The Globe and Mail has posted an extensive report that takes a look deep inside BlackBerry and examines much of the direction of the company for the last few years. While all the talk lately is about the sale of BlackBerry, lackluster Z10 numbers and cross-platform BBM, the report looks at much more of what went on inside the company. Most notably it looks at some of the bigger decisions for BlackBerry including being commissioned by Verizon to create an "iPhone killer", Jim Balsillie severing ties with the company and Mike Lazaridis' opposition to BlackBerry 10 phones.
The report explains how the BlackBerry Storm - one of the biggest and most complex projects for BlackBerry - wasn't really ready when it hit the market, even though it was already months behind. Verizon had hoped to team with BlackBerry to combat the iPhone but that obviously never panned out and Big Red then turned to the likes of Google and Motorola instead.
“My reason for leaving the RIM board in March, 2012, was due to the company’s decision to cancel the BBM cross-platform strategy"
It goes on to explain how Jim Balsillie ultimately chose to leave the company over issues with his long-term plan for BBM and going cross platform (SMS 2.0 as he called it). Both Lazaridis and Throsten Heins were opposed to the idea however and it was killed off soon after Heins became CEO in early 2012. Interestingly enough one of the bright spots for BlackBerry is currently cross-platform BBM, though that too is having issues once again.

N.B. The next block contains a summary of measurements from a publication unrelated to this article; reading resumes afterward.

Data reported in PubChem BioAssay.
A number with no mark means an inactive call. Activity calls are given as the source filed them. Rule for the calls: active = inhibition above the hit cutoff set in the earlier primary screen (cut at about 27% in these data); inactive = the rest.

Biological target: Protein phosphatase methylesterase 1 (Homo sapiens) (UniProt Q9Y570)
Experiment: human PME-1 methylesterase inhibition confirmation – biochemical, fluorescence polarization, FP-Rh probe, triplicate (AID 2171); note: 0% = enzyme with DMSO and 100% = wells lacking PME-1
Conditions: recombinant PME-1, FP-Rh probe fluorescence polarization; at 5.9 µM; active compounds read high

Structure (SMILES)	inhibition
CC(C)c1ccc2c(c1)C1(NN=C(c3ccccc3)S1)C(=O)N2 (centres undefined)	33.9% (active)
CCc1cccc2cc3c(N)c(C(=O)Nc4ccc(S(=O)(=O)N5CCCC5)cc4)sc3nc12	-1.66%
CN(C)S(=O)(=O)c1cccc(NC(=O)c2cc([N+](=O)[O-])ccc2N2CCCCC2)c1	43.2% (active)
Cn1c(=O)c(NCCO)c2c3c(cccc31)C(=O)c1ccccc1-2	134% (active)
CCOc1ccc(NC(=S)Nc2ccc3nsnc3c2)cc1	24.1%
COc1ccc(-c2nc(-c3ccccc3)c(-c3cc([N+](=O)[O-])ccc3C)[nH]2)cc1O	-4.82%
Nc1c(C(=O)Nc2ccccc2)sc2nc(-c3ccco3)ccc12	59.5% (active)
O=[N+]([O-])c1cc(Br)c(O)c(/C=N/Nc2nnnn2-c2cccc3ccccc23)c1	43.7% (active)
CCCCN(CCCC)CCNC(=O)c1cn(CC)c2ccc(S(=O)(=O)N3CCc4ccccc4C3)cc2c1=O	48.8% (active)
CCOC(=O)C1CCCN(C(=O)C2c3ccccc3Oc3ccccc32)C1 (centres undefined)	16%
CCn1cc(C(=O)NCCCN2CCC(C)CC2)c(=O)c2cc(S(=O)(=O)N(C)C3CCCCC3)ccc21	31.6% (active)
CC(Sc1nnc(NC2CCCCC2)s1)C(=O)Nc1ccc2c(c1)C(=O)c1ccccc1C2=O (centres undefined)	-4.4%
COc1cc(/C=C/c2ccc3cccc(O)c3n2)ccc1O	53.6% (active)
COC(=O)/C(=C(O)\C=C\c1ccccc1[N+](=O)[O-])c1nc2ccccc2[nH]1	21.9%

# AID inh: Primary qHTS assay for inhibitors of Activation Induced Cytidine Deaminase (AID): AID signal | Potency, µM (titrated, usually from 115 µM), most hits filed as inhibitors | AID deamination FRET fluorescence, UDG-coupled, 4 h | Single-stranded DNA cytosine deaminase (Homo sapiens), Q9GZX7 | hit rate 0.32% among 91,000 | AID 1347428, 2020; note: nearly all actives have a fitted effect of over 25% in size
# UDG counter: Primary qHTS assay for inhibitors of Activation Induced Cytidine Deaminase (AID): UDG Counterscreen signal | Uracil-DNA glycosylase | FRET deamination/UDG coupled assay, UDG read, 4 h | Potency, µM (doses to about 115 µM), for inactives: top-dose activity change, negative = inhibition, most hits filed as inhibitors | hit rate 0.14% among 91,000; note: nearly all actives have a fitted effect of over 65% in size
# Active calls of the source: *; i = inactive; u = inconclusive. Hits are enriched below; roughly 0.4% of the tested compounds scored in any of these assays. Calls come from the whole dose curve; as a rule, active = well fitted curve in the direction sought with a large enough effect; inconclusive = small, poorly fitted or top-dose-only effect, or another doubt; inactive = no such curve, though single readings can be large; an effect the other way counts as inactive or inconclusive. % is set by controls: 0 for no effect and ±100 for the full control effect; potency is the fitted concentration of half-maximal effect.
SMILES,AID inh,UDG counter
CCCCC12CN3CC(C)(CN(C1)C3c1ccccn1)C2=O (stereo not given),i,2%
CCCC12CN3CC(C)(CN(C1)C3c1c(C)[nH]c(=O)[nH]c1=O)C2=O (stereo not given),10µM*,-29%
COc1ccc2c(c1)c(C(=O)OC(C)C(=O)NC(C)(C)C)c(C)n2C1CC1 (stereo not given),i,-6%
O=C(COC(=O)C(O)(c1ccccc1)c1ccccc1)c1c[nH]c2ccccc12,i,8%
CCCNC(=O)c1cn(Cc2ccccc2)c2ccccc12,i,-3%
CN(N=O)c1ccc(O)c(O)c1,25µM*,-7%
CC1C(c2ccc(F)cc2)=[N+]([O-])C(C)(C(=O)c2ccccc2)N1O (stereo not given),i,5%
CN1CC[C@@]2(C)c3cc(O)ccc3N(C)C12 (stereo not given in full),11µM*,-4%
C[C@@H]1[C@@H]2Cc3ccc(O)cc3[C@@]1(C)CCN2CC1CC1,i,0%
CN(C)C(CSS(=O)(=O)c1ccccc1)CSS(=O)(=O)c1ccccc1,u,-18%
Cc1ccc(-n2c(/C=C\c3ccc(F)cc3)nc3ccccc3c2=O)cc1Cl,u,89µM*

Of course they are plenty of notes about the launch of BlackBerry 10 and the Z10 as well. Mike L never really wanted BB10 and strongly argued against any devices without a physical keyboard. Surprisingly he too was against Jim Balsillie's plan to take BBM cross-platform as well.
"The keyboard is one of the reasons they buy BlackBerrys."
The acquisition of QNX and the release of the BlackBerry PlayBook are touched on as well, with many employees questioning whether or not the tablet should have ever been released in the first place.
There's plenty more to be had in the full story and while it's quite long, it makes for a great read. It gives a good look at what's gone on for BlackBerry over the last few years and while most of it isn't news, some of it lends a bit more insight. It's sad to hear some of what went on inside the company but as things move along it all starts to make sense.
Check out the full article from the Globe and Mail here and be sure to hit up the comments with your thoughts.